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MORE POLLS AND DISCUSSIONS

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THE RTE NEWSREEL

 

Chandigarh // Hindustan Times // 5 August 2014

25% of city's schools have minority status

Thanks to Right to Education Act, 2009, every fourth private school in UT has minority status now. With three more private schools in Chandigarh recently granted the minority status by National Commission for Minority Educational Institutes (NCMEI), the number of school with minority status has increased to 17 out of 69 recognised private schools.

 

All India // Business Standard // 4 August 2014

Over 600,000 primary teachers' posts lying vacant

Over 600,000 posts of teachers at primary level are lying vacant under the state sector and the national literacy mission, parliament was informed Monday. "The total teachers post lying vacant at the primary level both under the state sector and the Sarva Shiksha Abhiyan are 6,06,191," Human Resource Development Minister Smriti Irani told the Rajya Sabha in a written reply.

 

Tamil Nadu // Times of India // 4 August 2014

Teacher training programme a sham, says educationist

CHENNAI: When there is no dearth of schools, students, teachers or infrastructure in the country, when numbers show increasing enrolments, why is it that Indian students lack skills even after graduation? The problem is a combination of factors— quality of teachers, actual teaching time, student- teacher ratio, method of testing and lack of political will to correct the system, said Vimala Ramachandran, national fellow and professor at National University for Educational Planning and Administration, Delhi.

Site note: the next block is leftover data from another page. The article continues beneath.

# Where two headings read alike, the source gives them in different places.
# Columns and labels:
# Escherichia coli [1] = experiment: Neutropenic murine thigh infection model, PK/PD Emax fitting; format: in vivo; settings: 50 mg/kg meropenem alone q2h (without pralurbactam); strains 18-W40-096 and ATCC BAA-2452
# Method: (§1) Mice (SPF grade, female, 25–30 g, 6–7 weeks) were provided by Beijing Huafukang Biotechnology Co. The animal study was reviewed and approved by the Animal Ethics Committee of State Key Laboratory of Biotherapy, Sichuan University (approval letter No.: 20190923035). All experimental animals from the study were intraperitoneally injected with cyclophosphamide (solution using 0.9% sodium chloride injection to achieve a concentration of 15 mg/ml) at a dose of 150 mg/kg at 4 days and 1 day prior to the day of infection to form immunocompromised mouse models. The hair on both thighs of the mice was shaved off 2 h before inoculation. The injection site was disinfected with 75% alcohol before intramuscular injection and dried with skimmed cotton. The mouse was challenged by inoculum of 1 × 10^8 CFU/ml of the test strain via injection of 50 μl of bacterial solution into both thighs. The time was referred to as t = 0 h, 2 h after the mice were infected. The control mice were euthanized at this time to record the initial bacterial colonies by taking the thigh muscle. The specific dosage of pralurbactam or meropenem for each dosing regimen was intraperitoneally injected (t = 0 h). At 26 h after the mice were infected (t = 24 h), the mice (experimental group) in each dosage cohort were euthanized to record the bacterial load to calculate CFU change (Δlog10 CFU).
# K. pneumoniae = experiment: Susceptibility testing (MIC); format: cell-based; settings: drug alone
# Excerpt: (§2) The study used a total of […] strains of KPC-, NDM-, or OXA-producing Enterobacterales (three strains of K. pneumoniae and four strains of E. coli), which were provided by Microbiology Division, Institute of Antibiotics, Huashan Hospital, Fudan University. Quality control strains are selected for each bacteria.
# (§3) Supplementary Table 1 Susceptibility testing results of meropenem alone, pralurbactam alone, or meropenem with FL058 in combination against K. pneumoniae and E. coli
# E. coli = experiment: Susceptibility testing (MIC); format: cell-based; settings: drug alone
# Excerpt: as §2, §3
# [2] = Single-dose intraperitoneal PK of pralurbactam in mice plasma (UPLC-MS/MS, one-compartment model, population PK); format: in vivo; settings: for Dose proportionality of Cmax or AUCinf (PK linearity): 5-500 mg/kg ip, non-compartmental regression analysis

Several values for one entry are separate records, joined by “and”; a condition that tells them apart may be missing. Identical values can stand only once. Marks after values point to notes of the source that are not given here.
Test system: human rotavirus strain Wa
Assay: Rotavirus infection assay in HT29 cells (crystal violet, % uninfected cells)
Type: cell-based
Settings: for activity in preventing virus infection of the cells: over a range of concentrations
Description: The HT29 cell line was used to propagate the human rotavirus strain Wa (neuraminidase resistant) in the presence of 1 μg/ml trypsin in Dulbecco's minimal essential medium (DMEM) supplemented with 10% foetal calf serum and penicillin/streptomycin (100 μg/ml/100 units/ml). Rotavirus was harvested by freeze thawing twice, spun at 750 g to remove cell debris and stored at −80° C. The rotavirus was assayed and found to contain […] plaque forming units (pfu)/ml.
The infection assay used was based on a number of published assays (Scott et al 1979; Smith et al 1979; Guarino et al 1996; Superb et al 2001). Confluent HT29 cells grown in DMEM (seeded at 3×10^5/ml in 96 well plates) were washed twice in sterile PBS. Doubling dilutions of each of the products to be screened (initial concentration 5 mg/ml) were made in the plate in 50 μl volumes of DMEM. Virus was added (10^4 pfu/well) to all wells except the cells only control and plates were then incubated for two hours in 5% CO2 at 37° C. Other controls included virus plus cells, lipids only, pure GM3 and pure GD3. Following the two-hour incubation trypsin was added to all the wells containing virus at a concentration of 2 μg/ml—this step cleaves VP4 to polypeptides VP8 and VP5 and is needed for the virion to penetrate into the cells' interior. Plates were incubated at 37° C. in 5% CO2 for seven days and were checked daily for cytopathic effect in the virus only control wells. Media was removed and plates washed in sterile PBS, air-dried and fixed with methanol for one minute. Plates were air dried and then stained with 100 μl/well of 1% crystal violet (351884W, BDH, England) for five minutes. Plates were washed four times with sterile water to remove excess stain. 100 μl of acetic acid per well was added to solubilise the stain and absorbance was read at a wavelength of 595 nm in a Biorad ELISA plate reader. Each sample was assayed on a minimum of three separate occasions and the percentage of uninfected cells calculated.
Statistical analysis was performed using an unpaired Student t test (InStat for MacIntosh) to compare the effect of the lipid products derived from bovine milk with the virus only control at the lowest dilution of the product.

All India // Daily Vedas // 2 August 2014

The Bigger Picture: The hidden malice in Right to Education

Is it a conspiracy or an unacceptable blunder, we don’t know. But, surely, this system is flawed and our future generations will face the wrath. This Act assures the production of average or below average brains. There will be scientists and engineers in future, but ordinary ones. This drop in scientific brains will increase our dependency on foreign brains. Their Science and Technology will place ‘them’ on top while Indian brains follow their instructions.

 

Karnataka // Times of India // 2 August 2014

Students from Muslim families form major chunk of school dropouts

MYSORE: The rate of school dropouts is high among children from Muslim community in Mysore city. Education officials attribute it to "poverty, illiteracy among parents and local environment". S Chandrapatil, deputy project coordinator at Sarva Shiksha Abhiyan (SSA), claimed that the north education block has the highest number of dropouts. Here, majority of the students are from Muslim families. As many as 1,338 students studying in Class VI, VII and VIII have quit learning to work as per a joint survey report made by the members of an NGO and the education department. The main cause is said to be "poverty and local environment".

 

Happy Rakshabandan! We wish you a good time, in the spirit of equal rights for sisters and brothers.